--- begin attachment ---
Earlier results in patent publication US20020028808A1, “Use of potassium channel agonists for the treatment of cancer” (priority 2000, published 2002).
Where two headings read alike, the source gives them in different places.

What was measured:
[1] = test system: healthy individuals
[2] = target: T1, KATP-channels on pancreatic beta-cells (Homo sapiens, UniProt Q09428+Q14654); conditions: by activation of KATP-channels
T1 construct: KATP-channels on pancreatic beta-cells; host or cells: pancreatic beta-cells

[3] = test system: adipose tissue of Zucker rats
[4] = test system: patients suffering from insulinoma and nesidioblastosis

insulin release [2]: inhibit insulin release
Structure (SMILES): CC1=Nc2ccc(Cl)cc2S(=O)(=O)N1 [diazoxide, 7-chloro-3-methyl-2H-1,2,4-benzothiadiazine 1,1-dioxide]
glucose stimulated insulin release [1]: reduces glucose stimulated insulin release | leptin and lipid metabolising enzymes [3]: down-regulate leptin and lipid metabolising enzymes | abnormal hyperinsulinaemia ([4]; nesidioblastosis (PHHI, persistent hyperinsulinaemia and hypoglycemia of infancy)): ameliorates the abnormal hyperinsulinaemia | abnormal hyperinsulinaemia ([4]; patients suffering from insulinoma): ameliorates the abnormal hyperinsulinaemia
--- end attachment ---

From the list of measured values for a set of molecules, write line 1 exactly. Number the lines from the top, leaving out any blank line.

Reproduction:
Earlier results in patent publication US20020028808A1, “Use of potassium channel agonists for the treatment of cancer” (priority 2000, published 2002).